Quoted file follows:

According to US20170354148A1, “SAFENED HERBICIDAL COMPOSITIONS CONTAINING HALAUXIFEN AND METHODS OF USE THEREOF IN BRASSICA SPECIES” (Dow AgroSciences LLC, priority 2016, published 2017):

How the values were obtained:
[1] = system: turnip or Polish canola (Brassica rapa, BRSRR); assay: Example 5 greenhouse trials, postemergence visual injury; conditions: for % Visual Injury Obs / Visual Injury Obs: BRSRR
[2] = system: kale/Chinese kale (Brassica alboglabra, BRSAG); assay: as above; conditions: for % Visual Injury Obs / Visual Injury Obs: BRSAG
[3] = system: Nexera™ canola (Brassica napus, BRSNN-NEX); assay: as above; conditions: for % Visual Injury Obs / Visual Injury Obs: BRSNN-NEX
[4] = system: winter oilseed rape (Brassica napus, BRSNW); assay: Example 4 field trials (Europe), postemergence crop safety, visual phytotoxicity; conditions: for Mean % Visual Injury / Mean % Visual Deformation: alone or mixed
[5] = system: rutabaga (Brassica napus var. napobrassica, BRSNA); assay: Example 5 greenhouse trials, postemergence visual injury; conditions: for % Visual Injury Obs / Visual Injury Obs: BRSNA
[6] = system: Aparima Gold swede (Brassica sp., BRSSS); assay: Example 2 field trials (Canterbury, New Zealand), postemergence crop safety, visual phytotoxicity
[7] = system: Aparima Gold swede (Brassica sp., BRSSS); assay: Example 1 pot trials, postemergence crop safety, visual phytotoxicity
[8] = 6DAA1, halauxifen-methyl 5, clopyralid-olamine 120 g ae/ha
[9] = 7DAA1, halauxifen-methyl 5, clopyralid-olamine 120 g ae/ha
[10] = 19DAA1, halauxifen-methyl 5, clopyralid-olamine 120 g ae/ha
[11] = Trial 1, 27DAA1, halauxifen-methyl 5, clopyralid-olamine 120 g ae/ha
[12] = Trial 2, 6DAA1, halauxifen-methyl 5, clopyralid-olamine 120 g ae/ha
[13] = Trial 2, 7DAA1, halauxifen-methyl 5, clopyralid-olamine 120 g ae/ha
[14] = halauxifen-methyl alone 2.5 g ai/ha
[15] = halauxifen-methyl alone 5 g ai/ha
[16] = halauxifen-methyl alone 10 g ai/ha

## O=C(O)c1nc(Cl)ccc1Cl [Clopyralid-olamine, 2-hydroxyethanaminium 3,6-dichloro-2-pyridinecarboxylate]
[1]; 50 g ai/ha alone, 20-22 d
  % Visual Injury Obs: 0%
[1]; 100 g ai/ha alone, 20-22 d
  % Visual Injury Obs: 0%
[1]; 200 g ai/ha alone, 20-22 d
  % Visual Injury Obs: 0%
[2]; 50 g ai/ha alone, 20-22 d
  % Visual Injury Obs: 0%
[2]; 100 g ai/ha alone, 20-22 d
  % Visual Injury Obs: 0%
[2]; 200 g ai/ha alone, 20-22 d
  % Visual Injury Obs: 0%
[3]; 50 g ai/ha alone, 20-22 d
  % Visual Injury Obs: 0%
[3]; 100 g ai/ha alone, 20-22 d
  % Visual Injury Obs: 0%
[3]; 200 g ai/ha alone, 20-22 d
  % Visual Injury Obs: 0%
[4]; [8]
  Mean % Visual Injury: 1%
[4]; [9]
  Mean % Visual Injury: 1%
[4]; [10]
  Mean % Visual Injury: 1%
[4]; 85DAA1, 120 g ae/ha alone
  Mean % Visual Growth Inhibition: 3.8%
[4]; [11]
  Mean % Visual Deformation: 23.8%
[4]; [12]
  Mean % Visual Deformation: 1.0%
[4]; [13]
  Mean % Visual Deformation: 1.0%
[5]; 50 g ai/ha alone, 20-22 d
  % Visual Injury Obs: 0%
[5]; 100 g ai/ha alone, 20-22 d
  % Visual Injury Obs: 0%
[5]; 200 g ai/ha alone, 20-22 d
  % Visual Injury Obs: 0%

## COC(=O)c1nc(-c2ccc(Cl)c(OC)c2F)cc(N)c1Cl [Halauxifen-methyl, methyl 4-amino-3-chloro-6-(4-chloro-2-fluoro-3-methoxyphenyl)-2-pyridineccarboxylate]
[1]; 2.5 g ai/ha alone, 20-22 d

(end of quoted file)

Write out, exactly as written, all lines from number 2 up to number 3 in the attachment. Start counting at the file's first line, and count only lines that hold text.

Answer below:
How the values were obtained:
[1] = system: turnip or Polish canola (Brassica rapa, BRSRR); assay: Example 5 greenhouse trials, postemergence visual injury; conditions: for % Visual Injury Obs / Visual Injury Obs: BRSRR